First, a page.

The ancient woodland of Whitewebbs Park is one of Enfield’s most precious possessions. It consists mainly of Oak and Hornbeam with Holly. Visitors will know that there are many other tree species as well – Horse Chestnut, Ash, Beech, Silver Birch for example. Birdlife, small mammals, bats, woodland shrubs and flowers abound.
Shortly after the Urban District Council took over Whitewebbs it commissioned a report on the state of the woodlands from W J Bean formerly the curator of Kew Gardens.
When Sandra Tyler was researching at the London Metropolitan archives she found W J Bean’s hand written report. A transcript of the report can be found below as can the letter of authorisation and a picture of the last page of the hand written report. Does anyone have any knowledge of Mr Handy who is referred to in glowing terms in the report?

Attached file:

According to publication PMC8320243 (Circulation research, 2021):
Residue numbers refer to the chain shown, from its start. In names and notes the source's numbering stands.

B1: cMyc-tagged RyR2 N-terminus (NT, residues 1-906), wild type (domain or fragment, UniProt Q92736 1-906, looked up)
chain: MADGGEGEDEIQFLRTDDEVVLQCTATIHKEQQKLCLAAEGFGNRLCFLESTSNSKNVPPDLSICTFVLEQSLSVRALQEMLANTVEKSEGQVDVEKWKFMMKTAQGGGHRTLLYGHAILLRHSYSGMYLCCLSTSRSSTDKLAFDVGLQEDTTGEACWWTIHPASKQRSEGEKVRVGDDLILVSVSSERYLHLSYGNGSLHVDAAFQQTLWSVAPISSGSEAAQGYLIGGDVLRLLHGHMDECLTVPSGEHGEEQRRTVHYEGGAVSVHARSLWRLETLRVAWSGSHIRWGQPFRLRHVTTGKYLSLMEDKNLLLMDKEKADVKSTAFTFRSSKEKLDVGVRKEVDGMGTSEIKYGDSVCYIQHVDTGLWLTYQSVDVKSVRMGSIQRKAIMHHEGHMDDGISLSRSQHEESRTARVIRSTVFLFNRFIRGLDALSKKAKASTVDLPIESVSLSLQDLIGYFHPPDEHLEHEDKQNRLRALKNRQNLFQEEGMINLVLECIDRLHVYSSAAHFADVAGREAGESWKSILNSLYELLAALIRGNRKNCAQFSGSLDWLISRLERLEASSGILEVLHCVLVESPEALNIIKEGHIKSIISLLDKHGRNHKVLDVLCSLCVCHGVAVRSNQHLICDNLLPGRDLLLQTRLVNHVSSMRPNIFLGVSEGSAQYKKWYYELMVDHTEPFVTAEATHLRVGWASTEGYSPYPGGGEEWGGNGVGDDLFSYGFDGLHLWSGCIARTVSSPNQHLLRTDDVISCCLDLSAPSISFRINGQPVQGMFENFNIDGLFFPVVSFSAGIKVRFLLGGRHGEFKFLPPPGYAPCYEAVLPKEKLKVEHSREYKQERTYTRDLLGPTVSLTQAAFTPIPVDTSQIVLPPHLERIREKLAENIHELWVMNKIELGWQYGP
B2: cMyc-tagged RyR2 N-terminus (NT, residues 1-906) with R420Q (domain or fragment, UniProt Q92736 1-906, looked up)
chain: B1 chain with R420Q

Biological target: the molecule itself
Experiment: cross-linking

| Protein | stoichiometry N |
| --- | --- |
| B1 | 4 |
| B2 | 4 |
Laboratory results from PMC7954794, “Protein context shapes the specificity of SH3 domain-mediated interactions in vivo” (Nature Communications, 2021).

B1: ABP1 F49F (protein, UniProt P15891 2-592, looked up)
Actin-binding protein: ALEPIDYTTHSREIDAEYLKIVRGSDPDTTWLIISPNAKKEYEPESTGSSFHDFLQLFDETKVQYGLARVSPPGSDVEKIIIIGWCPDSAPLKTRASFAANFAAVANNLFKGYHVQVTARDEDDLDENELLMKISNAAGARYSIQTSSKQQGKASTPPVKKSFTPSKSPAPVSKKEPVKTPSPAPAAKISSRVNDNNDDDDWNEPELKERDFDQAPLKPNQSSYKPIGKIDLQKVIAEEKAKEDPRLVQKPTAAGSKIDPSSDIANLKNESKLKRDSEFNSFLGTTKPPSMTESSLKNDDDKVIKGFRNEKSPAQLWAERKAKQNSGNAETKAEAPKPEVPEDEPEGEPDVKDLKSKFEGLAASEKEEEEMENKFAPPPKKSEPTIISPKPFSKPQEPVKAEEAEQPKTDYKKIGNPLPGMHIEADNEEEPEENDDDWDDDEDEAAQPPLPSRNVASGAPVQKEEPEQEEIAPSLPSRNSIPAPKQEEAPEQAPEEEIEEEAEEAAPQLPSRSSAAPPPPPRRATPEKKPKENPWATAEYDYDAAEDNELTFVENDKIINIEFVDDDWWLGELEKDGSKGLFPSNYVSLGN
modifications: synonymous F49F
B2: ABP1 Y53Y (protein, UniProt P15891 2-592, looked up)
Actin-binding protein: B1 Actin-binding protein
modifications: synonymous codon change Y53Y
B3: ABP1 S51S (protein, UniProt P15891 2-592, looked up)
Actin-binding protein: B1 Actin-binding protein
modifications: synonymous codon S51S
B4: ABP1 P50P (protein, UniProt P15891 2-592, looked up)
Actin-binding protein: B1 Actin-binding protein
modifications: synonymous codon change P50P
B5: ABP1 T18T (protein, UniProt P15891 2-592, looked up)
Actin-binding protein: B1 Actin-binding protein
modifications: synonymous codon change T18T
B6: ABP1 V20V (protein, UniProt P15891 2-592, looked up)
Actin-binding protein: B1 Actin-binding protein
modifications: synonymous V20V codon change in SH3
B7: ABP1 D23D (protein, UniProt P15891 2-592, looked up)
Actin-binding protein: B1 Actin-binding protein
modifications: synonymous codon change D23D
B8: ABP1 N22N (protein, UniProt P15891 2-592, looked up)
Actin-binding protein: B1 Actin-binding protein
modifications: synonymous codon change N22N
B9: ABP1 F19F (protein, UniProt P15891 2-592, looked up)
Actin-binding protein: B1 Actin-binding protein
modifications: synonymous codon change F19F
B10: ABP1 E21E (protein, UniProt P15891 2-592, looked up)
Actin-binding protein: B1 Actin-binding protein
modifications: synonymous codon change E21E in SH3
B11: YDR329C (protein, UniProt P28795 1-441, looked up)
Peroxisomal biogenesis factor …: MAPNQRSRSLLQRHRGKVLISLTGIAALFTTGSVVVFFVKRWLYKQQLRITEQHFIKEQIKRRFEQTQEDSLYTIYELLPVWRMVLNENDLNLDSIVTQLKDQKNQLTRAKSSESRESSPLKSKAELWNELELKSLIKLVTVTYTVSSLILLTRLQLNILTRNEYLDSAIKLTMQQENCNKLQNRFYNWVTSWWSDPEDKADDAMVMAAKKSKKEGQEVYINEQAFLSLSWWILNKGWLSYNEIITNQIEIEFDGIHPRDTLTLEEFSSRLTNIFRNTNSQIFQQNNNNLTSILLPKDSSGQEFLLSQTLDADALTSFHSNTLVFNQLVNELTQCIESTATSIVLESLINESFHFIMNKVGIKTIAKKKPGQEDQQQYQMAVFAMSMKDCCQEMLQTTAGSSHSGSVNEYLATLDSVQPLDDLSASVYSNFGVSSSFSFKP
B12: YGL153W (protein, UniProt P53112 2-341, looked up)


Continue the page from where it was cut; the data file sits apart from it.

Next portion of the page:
Concern about environmental protection is not new.
The only full bridleways are the North South sections. These have full rights of way protection.
In the 1930s it was proposed that the bridleways be extended to connect the two existing bridleways and add a loop through the ancient woodland. This provided for 4 Kms of uninterrupted riding in Whitewebbs.
The following letter was received from the London Natural History Society in 1937